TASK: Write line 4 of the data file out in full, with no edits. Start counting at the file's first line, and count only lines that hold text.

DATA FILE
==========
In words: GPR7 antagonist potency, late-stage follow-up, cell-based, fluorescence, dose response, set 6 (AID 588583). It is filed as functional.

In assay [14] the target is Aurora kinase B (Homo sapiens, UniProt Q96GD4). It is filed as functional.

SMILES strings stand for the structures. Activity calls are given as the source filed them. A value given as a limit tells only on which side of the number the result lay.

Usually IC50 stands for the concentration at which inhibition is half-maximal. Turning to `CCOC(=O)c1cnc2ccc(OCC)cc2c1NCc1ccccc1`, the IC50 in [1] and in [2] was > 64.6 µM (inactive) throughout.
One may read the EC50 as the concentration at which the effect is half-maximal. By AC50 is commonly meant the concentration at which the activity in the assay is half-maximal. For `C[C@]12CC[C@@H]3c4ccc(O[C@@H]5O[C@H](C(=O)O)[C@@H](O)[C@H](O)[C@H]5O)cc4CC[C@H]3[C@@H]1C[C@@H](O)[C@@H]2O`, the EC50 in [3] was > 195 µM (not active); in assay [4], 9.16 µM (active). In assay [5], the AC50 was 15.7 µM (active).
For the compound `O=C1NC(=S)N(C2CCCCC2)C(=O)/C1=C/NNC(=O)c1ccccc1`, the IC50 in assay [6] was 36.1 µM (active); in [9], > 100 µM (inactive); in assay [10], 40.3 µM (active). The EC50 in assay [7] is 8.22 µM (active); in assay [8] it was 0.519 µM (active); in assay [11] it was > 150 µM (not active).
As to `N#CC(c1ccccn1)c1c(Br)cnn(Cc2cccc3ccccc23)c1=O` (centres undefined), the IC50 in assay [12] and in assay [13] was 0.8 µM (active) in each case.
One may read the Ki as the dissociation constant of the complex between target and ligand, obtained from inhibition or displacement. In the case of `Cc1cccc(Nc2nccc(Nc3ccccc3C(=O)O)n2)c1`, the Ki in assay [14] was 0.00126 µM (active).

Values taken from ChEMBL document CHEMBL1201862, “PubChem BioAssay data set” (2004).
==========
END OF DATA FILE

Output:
Usually IC50 stands for the concentration at which inhibition is half-maximal. Turning to `CCOC(=O)c1cnc2ccc(OCC)cc2c1NCc1ccccc1`, the IC50 in [1] and in [2] was > 64.6 µM (inactive) throughout.